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Democracy and Social Welfare in Uruguay and Paraguay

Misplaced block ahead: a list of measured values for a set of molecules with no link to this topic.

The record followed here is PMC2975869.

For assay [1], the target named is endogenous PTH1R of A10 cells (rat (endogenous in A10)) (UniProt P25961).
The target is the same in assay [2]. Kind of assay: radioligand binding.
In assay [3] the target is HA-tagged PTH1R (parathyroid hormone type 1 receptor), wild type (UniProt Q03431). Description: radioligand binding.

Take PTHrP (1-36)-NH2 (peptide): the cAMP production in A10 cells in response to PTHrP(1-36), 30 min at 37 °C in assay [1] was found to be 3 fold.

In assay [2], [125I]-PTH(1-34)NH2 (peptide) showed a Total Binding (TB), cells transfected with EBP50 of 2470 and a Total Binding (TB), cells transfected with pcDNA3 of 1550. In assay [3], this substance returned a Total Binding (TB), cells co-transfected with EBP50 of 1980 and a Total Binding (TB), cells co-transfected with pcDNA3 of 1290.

This article aims to assess how democracy affects social welfare by analyzing Uruguay and Paraguay, one country with a vibrant democratic history and a progressive political landscape, the other with a generally authoritarian past and a conservative dominant party. The article maintains that welfare systems in these countries have been critically shaped by the impact of democracy, or by its absence, and by the strategies adopted by major social and political actors, especially parties; these strategies have been determined, in turn, by parties' ideologies and by the workings of electoral competition. The article also emphasizes that the impact of democracy on social welfare is critically mediated by the role of previous welfare legacies, the presence of welfare constituencies defending acquired rights and privileges, and social and economic variables, such as overall wealth levels, the formal or informal nature of labor markets, and the political organization of domestic economies.